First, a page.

3. Credit Card and Credit Score Management
Credit cards have high interest rates, and are a huge struggle for people in this country. I didn’t have credit cards for years because I wanted to only spend what I made; I never wanted to owe more than I was making. I now am trying to rebuild my credit. I would recommend you sign up for a free service where you can get all three credit reports so you know exactly what is on your credit report and see if everything there is valid, or needs to be put on the budget to be paid off. I recently got a very low credit card, for just $300, and spend about $100 a month on it, money I know I can spend and pay off completely each month. If you are trying to build credit, pay off what you spend every month to avoid high interest fees. If you are terrible at credit card management, consider closing all your credit cards and negotiating settlements with the card companies to pay off in installments.
4. Utilize automatic payments
If you're as bad as I am, I like the security of knowing all my bills are on automatic payments. It takes out the questioning of trying to figure out what bill is due when, and since I have enough money to handle my fixed and variable expenses, I set up these automatic payment withdrawals from my account to avoid late fees. I have lost a LOT of money in the past just by forgetting to pay bills I meant to pay.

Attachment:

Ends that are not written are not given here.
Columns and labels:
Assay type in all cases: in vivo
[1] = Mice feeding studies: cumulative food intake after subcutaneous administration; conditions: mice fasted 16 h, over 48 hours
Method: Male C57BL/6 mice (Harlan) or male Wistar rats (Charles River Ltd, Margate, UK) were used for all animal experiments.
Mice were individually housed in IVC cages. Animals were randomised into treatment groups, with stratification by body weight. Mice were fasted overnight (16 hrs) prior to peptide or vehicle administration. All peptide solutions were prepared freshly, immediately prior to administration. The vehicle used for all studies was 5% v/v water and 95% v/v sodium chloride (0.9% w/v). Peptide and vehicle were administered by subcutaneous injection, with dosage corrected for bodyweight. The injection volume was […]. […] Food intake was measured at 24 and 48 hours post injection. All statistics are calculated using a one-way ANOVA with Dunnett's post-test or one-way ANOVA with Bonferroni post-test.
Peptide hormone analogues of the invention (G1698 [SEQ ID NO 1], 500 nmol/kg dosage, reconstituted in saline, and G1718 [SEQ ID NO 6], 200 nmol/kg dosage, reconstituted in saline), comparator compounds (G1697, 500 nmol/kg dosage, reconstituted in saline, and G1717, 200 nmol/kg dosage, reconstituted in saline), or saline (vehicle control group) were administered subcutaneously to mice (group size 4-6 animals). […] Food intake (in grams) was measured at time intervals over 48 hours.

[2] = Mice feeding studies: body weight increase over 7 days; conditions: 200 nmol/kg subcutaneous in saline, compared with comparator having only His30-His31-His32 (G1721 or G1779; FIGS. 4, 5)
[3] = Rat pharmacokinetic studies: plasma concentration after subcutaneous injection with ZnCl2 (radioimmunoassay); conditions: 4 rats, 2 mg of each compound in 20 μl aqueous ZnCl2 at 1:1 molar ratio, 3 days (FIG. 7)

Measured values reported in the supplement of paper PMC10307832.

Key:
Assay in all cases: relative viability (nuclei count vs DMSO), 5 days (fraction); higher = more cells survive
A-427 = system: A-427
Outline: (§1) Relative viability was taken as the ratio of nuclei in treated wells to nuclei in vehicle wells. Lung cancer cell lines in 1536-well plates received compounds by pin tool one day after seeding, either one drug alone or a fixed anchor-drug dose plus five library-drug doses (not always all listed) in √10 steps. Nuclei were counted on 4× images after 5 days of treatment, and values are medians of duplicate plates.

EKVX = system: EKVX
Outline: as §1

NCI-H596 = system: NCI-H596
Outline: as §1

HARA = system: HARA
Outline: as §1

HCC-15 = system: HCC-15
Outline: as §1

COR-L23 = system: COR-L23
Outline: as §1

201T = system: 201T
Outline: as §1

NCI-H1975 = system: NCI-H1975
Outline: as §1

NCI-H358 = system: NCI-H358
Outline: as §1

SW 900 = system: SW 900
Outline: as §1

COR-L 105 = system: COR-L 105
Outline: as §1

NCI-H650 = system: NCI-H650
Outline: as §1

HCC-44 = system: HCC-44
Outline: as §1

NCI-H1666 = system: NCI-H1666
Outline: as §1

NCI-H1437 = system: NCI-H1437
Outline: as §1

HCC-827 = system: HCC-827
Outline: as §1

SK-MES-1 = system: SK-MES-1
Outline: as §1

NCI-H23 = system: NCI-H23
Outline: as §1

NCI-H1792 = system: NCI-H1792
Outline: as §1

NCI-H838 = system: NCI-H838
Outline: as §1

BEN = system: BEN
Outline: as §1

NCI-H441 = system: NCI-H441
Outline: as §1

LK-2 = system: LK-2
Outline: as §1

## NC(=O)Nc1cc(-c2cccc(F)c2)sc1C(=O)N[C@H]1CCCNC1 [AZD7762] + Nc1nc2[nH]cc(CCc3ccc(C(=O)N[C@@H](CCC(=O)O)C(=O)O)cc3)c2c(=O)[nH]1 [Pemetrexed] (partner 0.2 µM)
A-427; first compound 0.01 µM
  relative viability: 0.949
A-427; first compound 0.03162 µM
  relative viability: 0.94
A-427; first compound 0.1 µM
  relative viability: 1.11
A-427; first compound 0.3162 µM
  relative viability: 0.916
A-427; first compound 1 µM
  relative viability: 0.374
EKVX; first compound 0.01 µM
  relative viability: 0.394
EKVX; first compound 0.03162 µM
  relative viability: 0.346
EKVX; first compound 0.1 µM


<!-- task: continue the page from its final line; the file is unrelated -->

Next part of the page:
5. Make monthly and yearly financial goals
Is your goal to save for a car, a house, or is it to build your 401k, savings, or pay off your student loans? Knowing where you want to start is important. As Suze Orman will say, always pay off your student loans, because even if you get in financial distress and enter bankruptcy, your student loans will always be there. Since I want to buy a car, I am learning a lot about credit unions, interest rates, my bad credit, and facing what struggles I will come across when applying for loans, especially with high interest rates. I have to be accountable for my past, as well as realistic with my goals now. I know I am always learning and learning to approach one goal at a time financially.
For me, financial independence has taken time, patience, and learning along the way. I am still learning, and utilizing the web, my family and people who are knowledgeable to help guide me. I also am lucky I am an accountant and understand these basic principles. I know people who may say “if you are an accountant how did you get in such trouble?” Here is the thing, when you are struggling in life, everything, including the most simple of tasks seems overwhelming. I had days where I struggled showering. There is nothing wrong with me, or anyone else who is fighting with a struggle and taking their own time trying to find new ways to manage their lives. It takes time. But it is possible. Never give up, and be open to learning and asking a lot of questions along the way.
P.S. Thanks again to Kendra for sharing her advice and experience. Take the time to check her out at Voice in Recovery.
P.P.S. There is still time to enter the giveaway. Click on over for there for the rules.
P.P.S.S. Be sure to check back, I have some more amazing guests lined up for this week as well as another giveaway (and this one isn't a book, something kind of new for me:)